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Sri Lanka to Work on 'Normalizing' Situation in Rebel-Held Territories - 2002-11-10

In Sri Lanka, representatives of the government and Tamil Tiger rebels have met to discuss how to normalize the situation in the war-ravaged north and east. Both sides are stepping up contacts following two rounds of peace talks in Thailand.

The head of the government's negotiating team, Defense Secretary Austin Fernando, met Tamil rebel commander V. Karuna in the neutral territory of Omanthai, about 250 kilometers north of the capital, Colombo.

They face a challenging task of returning war-ravaged areas of the north and east to normal, so that tens of thousands of refugees, displaced by the nearly two decade long civil war, can safely return to the territory.

Thousands of refugees have already started trickling back since the government and Tamil Tiger rebels declared a cease-fire in February, and embarked on a peace process.

But it has been difficult to find land to resettle the refugees, because government troops still occupy large areas. Land mines are also a problem. International teams of de-miners are helping clear land for resettlement, but the work is expected to take years.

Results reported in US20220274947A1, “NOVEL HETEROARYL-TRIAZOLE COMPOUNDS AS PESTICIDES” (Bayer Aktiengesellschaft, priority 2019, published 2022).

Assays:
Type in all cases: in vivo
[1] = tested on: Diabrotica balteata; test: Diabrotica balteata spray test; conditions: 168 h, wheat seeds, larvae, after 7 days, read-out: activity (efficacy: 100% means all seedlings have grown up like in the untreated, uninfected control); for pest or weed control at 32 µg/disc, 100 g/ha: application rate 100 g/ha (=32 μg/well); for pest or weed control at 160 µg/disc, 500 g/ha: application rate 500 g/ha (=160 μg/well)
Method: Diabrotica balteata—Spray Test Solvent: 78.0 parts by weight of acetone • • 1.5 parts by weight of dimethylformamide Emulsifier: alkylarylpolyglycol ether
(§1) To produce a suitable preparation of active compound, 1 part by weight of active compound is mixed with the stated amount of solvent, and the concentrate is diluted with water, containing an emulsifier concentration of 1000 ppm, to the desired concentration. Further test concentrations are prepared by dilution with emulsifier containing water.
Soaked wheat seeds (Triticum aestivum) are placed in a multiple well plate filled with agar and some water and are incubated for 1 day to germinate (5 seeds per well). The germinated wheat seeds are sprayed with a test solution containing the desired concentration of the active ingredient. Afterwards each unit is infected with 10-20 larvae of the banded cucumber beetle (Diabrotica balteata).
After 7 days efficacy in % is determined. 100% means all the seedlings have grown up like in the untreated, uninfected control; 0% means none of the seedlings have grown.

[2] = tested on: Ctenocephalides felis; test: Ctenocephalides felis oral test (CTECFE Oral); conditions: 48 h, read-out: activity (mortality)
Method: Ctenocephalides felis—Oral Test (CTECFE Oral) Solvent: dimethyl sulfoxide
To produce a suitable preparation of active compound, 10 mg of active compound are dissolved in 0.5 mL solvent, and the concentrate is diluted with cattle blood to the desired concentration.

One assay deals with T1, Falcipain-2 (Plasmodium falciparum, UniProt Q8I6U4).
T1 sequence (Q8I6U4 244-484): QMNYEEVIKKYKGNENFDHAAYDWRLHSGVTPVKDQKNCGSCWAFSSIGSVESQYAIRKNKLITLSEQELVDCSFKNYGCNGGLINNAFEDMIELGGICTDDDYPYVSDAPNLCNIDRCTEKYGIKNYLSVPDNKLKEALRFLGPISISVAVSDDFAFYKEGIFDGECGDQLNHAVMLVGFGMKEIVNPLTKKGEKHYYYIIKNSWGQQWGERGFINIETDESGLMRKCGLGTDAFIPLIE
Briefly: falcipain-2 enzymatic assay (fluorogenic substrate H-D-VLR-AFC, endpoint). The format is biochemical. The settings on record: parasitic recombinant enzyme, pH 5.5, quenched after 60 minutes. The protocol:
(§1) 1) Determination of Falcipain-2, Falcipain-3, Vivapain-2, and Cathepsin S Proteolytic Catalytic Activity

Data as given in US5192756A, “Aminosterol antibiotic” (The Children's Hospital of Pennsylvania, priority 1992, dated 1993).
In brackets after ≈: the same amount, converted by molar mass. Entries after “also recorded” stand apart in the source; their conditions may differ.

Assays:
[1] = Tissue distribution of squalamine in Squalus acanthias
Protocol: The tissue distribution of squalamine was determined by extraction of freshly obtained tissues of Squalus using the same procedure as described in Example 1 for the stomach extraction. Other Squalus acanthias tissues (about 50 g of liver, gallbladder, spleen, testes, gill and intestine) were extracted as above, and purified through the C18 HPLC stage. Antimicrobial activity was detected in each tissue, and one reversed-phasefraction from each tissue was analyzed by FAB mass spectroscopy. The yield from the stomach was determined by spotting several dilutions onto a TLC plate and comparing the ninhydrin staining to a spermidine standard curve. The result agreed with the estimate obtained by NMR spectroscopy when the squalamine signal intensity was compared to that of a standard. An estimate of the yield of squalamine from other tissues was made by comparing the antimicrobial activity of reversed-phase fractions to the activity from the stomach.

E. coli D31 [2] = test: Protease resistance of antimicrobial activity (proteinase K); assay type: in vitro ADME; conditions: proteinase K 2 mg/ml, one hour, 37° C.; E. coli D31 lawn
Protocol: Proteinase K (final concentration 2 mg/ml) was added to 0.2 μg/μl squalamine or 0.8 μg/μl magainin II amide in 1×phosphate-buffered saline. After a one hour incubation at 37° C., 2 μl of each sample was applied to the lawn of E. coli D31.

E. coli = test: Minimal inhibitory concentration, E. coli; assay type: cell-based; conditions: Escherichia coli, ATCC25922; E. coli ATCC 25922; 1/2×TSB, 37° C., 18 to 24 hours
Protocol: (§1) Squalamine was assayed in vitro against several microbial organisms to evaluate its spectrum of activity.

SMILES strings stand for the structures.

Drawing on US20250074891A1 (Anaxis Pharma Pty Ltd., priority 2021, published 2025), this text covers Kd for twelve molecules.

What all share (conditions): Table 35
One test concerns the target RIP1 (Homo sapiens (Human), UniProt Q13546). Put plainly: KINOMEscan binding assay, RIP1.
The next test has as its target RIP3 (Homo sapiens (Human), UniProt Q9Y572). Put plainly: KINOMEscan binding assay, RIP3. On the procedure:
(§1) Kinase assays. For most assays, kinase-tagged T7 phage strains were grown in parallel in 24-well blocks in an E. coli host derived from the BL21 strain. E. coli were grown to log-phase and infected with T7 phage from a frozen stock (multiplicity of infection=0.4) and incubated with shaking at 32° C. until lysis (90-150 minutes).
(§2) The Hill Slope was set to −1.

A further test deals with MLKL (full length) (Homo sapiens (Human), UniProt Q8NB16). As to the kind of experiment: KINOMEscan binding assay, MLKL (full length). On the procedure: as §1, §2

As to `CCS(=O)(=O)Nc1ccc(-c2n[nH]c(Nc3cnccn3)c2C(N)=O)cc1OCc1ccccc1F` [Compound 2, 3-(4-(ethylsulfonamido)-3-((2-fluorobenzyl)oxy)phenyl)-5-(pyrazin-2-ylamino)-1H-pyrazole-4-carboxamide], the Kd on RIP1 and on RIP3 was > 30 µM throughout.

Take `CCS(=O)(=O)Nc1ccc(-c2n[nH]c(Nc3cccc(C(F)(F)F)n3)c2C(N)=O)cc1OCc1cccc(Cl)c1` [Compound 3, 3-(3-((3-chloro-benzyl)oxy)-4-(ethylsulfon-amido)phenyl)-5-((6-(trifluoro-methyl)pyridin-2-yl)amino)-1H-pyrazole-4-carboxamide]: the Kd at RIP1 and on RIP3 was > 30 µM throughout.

Defense Secretary Fernando said, withdrawal of government troops will be discussed, keeping in mind security concerns.

At the peace talks in Thailand, government and Tamil negotiators have given top priority to humanitarian issues and rebuilding the war-ravaged areas.

Later this month, Sri Lankan Prime Minister Ranil Wickremesinghe and chief Tamil Tiger negotiator Anton Balansingham will attend a donors conference in Norway to raise funds for development of the north and the east, where the infrastructure has been virtually destroyed by the civil war.

Meanwhile, progress is also being made in the search for a political solution to the separatist conflict. Constitutional Affairs Minister G.L. Peiris has said he will soon establish direct contact with Mr. Balasingham to begin negotiations on political issues.

The government has said it is willing to consider a solution that will involve considerable autonomy for the north and east.

At the second round of peace talks which concluded in Thailand earlier this month, the Tamil rebels indicated they are willing to discuss a power sharing arrangement.

Political observers say they are satisfied with the pace of progress at the talks, which are seen as the best chance yet of settling one of Asia's longest-running conflicts. Tamil Tiger rebels launched their guerrilla struggle for a separate homeland for the Tamil community in 1983.